Looking for Meaning in Your Work? Find a Career Coach may be the First Step

I found Joel to be extremely energetic and personable, caring deeply for the success of his clients. Inquisitive and detailed oriented, Joel leaves nothing to chance, asking probing questions to guide his clients to explore concepts they would have not thought of or addressed on their own. I personally have gain a great deal through my interaction with Joel and I am certain others will do so as well.

Adam Kaplan

Many of my clients are probably like you. They are desperately looking for meaning in their work. They’ve learned that to find a career coach can be the first step in their journey.

Contrary to popular belief, the reason for holding down a job isn’t to benefit from perks such as a positive “around the water cooler” atmosphere, mutually amicable co-workers, great benefits or even collecting a paycheck, but rather fulfilling your own definition of personal meaning through your work.


So, what is the textbook definition of personal meaning, you ask? Some of my clients are under the impression that it is a philosophy toward your chosen profession that you feel deeply in your heart. Others have further elaborated that personal meaning is a state-of-mind that makes your job more purposeful for you.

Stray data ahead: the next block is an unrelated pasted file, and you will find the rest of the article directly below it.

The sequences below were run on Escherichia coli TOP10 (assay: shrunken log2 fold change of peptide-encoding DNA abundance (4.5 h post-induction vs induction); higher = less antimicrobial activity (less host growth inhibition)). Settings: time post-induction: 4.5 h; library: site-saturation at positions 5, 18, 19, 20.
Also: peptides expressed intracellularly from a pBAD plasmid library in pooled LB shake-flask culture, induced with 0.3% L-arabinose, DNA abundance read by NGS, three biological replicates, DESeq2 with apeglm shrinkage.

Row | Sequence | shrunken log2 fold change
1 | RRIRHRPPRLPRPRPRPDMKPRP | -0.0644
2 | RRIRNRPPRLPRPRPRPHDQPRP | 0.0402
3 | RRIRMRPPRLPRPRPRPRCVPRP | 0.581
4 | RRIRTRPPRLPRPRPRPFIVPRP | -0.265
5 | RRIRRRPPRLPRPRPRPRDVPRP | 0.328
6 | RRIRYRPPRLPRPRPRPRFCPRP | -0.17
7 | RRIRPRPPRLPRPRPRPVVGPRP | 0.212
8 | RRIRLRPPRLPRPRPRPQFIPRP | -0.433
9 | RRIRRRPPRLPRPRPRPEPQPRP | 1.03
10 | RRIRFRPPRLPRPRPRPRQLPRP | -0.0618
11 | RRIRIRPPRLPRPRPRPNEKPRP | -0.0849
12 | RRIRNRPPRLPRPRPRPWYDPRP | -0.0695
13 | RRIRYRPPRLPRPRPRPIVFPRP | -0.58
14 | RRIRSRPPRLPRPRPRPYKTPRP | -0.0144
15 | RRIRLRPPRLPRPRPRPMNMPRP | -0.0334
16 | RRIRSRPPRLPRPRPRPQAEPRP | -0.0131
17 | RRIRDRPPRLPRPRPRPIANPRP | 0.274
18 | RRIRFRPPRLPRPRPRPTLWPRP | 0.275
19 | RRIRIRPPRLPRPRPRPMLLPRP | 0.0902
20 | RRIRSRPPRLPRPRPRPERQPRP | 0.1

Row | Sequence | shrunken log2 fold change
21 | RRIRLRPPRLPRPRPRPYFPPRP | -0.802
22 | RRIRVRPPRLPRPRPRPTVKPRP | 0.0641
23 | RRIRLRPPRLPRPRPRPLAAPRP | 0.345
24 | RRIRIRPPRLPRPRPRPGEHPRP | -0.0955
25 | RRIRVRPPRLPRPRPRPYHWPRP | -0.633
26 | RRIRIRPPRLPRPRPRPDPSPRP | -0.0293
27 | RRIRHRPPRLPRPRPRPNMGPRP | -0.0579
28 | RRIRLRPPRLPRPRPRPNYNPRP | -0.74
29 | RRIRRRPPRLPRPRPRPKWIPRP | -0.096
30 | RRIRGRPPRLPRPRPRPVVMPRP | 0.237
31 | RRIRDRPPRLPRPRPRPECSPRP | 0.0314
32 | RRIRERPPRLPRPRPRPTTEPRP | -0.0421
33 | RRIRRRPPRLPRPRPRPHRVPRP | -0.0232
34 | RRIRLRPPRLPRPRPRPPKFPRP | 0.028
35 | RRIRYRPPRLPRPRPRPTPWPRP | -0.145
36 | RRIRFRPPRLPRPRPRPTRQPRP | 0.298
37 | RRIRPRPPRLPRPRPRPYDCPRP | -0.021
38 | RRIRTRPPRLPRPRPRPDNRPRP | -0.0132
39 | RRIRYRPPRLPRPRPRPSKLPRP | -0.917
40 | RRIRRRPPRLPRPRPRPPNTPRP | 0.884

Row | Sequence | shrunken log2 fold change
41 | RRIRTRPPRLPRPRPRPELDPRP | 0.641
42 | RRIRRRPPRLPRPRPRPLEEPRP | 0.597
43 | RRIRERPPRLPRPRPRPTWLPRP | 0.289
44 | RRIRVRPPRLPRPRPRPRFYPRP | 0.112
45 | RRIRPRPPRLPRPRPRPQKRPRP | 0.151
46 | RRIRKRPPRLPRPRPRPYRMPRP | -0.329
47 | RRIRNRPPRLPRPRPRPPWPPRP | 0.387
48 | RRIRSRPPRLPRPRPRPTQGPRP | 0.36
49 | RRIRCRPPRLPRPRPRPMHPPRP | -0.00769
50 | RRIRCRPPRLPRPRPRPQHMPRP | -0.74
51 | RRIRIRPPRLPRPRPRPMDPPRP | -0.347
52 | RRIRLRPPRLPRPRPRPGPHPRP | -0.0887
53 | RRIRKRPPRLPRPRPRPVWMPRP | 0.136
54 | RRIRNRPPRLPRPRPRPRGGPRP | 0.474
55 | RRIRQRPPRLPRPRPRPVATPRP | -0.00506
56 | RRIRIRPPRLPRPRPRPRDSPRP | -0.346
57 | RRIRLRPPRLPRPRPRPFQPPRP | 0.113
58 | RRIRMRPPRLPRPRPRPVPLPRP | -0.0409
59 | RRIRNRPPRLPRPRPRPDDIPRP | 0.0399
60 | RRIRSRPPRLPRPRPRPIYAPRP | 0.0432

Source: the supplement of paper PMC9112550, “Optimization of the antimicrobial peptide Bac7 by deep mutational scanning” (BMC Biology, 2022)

Short and sweet, I believe the best definition of personal meaning is “my job touches me as I touch it.” For example, as I coach others, I feel a great sense of fulfillment in the moment because I am being touched by something that my client does to better themselves because of an insight I shared with them that spurs them on to transformation or personal growth.

To further illustrate my definition, I’ll relay the following story. A man came upon two workers breaking granite so he stopped to ask them, “What are you doing?” The first one sarcastically replied, “What does it look like I’m doing? I’m trying to break this granite. While on the positive side, the second worker enthusiastically responded, “I’m part of a team of people who are building a beautiful cathedral.”

The morale of this concise parable is simple. We enjoy our working lives to the level we realize how important the work we are doing actually is to the big picture. While your job might be interesting, engaging and purposeful, the question to ask yourself is, “Does it bring personal meaning to who I am?” Personal meaning to one person could mean impacting the universe, or to another, quietly helping others behind the scenes.

When you find a career coach, it can help you answer this question, “What work would you do if it brought personal meaning to you?” In order to answer this question, you need to get a clear fix on the definition of what personal meaning means to you. This is the starting point I recommend each of us search from because until we come to love our jobs, nothing can make working a satisfying way of living.